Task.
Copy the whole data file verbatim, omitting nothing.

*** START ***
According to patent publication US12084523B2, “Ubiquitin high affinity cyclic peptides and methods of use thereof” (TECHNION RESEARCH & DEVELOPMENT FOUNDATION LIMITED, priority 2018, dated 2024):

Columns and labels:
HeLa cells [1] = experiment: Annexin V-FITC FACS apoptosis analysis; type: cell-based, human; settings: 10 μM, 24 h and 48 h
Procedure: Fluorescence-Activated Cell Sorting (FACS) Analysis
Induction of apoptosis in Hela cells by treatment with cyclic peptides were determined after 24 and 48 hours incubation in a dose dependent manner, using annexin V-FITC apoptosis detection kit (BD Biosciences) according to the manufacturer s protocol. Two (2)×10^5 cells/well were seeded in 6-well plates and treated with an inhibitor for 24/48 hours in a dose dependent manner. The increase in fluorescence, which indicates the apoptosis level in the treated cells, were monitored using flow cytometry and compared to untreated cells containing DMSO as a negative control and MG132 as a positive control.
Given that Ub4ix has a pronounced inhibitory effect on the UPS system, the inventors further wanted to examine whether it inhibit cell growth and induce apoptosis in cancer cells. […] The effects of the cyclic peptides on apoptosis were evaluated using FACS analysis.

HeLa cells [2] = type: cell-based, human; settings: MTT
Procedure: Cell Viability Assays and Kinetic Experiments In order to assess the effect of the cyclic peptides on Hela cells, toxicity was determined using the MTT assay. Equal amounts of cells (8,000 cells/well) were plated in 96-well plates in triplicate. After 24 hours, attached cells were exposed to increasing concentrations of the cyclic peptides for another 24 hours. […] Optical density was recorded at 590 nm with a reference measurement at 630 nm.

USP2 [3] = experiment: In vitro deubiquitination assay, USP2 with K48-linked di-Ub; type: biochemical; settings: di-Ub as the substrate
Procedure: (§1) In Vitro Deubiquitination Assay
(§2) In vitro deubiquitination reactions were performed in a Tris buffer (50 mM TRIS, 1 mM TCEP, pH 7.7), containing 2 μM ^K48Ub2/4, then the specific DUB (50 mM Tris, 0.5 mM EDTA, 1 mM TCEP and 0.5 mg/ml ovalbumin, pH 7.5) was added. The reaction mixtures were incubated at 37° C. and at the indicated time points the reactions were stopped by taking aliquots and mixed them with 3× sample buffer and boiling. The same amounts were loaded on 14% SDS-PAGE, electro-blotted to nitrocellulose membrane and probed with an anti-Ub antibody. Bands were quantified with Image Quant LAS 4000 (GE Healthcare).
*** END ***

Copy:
According to patent publication US12084523B2, “Ubiquitin high affinity cyclic peptides and methods of use thereof” (TECHNION RESEARCH & DEVELOPMENT FOUNDATION LIMITED, priority 2018, dated 2024):

Columns and labels:
HeLa cells [1] = experiment: Annexin V-FITC FACS apoptosis analysis; type: cell-based, human; settings: 10 μM, 24 h and 48 h
Procedure: Fluorescence-Activated Cell Sorting (FACS) Analysis
Induction of apoptosis in Hela cells by treatment with cyclic peptides were determined after 24 and 48 hours incubation in a dose dependent manner, using annexin V-FITC apoptosis detection kit (BD Biosciences) according to the manufacturer s protocol. Two (2)×10^5 cells/well were seeded in 6-well plates and treated with an inhibitor for 24/48 hours in a dose dependent manner. The increase in fluorescence, which indicates the apoptosis level in the treated cells, were monitored using flow cytometry and compared to untreated cells containing DMSO as a negative control and MG132 as a positive control.
Given that Ub4ix has a pronounced inhibitory effect on the UPS system, the inventors further wanted to examine whether it inhibit cell growth and induce apoptosis in cancer cells. […] The effects of the cyclic peptides on apoptosis were evaluated using FACS analysis.

HeLa cells [2] = type: cell-based, human; settings: MTT
Procedure: Cell Viability Assays and Kinetic Experiments In order to assess the effect of the cyclic peptides on Hela cells, toxicity was determined using the MTT assay. Equal amounts of cells (8,000 cells/well) were plated in 96-well plates in triplicate. After 24 hours, attached cells were exposed to increasing concentrations of the cyclic peptides for another 24 hours. […] Optical density was recorded at 590 nm with a reference measurement at 630 nm.

USP2 [3] = experiment: In vitro deubiquitination assay, USP2 with K48-linked di-Ub; type: biochemical; settings: di-Ub as the substrate
Procedure: (§1) In Vitro Deubiquitination Assay
(§2) In vitro deubiquitination reactions were performed in a Tris buffer (50 mM TRIS, 1 mM TCEP, pH 7.7), containing 2 μM ^K48Ub2/4, then the specific DUB (50 mM Tris, 0.5 mM EDTA, 1 mM TCEP and 0.5 mg/ml ovalbumin, pH 7.5) was added. The reaction mixtures were incubated at 37° C. and at the indicated time points the reactions were stopped by taking aliquots and mixed them with 3× sample buffer and boiling. The same amounts were loaded on 14% SDS-PAGE, electro-blotted to nitrocellulose membrane and probed with an anti-Ub antibody. Bands were quantified with Image Quant LAS 4000 (GE Healthcare).